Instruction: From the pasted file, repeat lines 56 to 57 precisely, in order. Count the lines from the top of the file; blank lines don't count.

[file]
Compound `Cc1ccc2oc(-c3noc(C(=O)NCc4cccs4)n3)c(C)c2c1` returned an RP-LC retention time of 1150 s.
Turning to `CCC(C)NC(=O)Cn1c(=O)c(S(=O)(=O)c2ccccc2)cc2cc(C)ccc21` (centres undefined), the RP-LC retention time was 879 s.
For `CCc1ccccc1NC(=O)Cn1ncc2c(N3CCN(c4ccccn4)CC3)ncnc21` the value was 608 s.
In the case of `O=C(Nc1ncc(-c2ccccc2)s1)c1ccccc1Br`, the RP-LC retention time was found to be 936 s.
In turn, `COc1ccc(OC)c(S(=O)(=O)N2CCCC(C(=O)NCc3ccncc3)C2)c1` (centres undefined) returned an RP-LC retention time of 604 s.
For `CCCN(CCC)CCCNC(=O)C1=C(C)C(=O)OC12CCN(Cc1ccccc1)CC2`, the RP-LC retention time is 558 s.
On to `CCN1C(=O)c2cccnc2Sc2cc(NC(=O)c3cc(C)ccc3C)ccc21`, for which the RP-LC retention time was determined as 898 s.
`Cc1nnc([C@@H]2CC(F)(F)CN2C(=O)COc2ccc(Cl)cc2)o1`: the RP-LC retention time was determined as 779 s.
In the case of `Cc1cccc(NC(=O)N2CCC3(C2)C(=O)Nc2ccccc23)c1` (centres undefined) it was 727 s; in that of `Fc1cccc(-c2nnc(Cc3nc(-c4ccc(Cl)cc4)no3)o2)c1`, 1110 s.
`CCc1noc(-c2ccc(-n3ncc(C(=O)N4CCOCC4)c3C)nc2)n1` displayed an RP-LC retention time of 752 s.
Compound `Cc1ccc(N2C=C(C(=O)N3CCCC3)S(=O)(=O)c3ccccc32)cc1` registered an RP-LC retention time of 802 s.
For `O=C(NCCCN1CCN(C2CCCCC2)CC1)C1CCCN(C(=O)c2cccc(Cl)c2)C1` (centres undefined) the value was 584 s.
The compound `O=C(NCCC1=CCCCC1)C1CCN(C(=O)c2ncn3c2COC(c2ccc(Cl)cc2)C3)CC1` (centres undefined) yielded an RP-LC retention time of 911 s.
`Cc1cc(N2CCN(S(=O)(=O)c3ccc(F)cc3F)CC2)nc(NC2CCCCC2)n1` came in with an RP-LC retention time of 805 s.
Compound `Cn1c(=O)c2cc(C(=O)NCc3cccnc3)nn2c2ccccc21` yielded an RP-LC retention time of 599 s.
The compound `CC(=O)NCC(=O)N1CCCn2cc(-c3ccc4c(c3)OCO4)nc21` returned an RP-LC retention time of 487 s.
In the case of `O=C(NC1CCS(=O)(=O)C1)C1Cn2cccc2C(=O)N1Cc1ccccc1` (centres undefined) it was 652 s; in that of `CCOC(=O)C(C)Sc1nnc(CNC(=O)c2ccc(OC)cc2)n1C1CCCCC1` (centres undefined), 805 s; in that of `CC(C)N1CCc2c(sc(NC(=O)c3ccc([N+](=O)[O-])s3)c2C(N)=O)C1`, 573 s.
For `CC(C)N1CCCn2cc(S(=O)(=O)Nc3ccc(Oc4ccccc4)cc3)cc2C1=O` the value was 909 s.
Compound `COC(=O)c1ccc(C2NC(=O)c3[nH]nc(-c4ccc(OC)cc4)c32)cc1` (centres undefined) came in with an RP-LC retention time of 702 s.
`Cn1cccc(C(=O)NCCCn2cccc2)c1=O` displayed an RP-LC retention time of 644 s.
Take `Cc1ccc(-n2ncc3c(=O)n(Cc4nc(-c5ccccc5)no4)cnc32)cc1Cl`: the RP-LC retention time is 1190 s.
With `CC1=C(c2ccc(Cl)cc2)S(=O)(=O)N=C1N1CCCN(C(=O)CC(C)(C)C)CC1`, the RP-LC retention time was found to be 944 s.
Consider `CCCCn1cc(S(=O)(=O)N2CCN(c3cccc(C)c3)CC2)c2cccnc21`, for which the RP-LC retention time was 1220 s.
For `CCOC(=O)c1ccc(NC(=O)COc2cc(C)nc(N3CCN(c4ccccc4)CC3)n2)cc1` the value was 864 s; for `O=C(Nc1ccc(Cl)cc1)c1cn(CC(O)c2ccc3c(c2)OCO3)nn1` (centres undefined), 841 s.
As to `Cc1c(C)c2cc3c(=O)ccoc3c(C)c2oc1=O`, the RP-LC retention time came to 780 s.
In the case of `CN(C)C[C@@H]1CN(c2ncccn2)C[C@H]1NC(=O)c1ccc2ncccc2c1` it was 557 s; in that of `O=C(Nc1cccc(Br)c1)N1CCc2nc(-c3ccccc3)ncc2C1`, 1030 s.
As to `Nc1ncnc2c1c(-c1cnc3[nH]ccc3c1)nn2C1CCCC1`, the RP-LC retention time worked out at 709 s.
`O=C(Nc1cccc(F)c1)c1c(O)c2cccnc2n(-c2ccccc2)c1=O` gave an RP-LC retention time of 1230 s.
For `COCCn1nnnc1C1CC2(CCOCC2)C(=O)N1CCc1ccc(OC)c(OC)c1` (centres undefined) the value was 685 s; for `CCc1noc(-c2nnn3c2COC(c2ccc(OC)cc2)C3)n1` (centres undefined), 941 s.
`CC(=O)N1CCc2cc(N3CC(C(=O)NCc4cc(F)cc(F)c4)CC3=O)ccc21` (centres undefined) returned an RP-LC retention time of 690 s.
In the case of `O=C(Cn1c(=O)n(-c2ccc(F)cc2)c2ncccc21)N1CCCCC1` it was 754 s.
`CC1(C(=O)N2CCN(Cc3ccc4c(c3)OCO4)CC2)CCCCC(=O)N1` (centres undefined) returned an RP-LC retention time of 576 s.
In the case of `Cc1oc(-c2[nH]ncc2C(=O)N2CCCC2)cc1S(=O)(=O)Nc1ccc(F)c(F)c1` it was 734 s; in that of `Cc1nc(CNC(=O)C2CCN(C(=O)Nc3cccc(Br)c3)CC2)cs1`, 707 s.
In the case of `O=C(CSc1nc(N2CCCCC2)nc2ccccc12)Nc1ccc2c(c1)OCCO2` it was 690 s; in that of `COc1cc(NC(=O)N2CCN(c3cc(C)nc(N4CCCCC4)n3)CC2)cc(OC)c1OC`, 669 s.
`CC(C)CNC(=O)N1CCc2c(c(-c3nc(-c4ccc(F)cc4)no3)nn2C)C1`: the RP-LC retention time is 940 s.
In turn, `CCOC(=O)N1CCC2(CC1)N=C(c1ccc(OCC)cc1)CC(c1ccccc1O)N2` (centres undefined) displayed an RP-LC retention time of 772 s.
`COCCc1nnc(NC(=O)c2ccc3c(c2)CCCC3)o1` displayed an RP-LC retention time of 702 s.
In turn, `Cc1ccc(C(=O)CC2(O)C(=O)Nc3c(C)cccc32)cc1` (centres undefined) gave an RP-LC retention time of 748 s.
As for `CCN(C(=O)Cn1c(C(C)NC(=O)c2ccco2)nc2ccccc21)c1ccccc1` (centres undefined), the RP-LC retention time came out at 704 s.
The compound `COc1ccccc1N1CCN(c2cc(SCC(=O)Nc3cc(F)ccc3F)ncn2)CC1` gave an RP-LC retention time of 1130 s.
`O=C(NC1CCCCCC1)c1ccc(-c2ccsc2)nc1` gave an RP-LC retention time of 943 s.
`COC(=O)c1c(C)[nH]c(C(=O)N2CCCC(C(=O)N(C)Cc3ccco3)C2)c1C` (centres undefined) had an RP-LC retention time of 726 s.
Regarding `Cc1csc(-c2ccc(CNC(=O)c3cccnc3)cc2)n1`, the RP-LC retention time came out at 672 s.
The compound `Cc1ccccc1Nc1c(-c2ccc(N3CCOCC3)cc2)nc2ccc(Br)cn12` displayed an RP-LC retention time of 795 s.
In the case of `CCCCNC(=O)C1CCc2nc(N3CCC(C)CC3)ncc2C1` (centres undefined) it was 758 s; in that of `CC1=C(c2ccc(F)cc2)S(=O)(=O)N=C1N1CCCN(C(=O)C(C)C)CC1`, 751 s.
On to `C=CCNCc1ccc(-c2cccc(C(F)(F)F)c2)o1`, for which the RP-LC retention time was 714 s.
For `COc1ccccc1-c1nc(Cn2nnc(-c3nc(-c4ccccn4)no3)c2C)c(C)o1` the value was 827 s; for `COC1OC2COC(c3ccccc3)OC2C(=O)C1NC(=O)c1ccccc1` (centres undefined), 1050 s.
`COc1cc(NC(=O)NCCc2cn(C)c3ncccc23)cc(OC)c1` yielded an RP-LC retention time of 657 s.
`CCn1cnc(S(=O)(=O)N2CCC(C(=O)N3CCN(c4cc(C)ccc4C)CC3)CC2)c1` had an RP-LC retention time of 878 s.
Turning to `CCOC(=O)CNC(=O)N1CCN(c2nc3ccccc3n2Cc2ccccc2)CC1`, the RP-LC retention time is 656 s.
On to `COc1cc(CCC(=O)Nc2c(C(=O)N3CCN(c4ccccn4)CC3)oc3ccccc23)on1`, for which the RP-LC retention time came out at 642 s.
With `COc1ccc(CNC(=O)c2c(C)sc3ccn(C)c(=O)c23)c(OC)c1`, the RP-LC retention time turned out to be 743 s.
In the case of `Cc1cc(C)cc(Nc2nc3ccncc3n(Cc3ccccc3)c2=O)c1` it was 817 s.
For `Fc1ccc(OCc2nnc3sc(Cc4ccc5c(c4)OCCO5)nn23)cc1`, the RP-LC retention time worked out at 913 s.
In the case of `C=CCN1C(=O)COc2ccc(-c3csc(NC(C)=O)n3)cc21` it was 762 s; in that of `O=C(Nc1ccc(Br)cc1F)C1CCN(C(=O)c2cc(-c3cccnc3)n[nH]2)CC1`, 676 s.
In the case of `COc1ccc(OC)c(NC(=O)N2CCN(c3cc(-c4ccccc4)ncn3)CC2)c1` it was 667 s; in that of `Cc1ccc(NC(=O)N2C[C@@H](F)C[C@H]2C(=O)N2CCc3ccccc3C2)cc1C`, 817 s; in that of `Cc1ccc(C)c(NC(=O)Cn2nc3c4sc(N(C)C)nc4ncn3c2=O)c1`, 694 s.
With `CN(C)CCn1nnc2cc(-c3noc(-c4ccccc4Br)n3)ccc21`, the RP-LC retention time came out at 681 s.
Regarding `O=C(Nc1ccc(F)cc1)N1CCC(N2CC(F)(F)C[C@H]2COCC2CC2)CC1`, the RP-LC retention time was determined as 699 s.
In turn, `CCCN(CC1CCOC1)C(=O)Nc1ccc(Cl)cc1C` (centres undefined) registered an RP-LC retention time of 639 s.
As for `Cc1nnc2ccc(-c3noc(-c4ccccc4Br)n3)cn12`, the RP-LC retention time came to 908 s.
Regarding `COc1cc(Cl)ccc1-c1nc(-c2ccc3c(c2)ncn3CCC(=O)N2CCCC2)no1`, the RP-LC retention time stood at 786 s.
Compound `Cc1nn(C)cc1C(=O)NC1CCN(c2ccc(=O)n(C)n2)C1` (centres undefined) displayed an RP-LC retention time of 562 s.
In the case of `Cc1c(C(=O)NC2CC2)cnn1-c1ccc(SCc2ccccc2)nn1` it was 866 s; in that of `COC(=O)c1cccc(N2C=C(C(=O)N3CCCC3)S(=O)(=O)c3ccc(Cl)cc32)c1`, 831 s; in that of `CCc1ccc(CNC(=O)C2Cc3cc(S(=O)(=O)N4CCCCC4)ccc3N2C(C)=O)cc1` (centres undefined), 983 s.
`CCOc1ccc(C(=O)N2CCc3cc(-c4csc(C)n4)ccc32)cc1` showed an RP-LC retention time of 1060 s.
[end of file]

In the case of `COc1ccc(OC)c(NC(=O)N2CCN(c3cc(-c4ccccc4)ncn3)CC2)c1` it was 667 s; in that of `Cc1ccc(NC(=O)N2C[C@@H](F)C[C@H]2C(=O)N2CCc3ccccc3C2)cc1C`, 817 s; in that of `Cc1ccc(C)c(NC(=O)Cn2nc3c4sc(N(C)C)nc4ncn3c2=O)c1`, 694 s.
With `CN(C)CCn1nnc2cc(-c3noc(-c4ccccc4Br)n3)ccc21`, the RP-LC retention time came out at 681 s.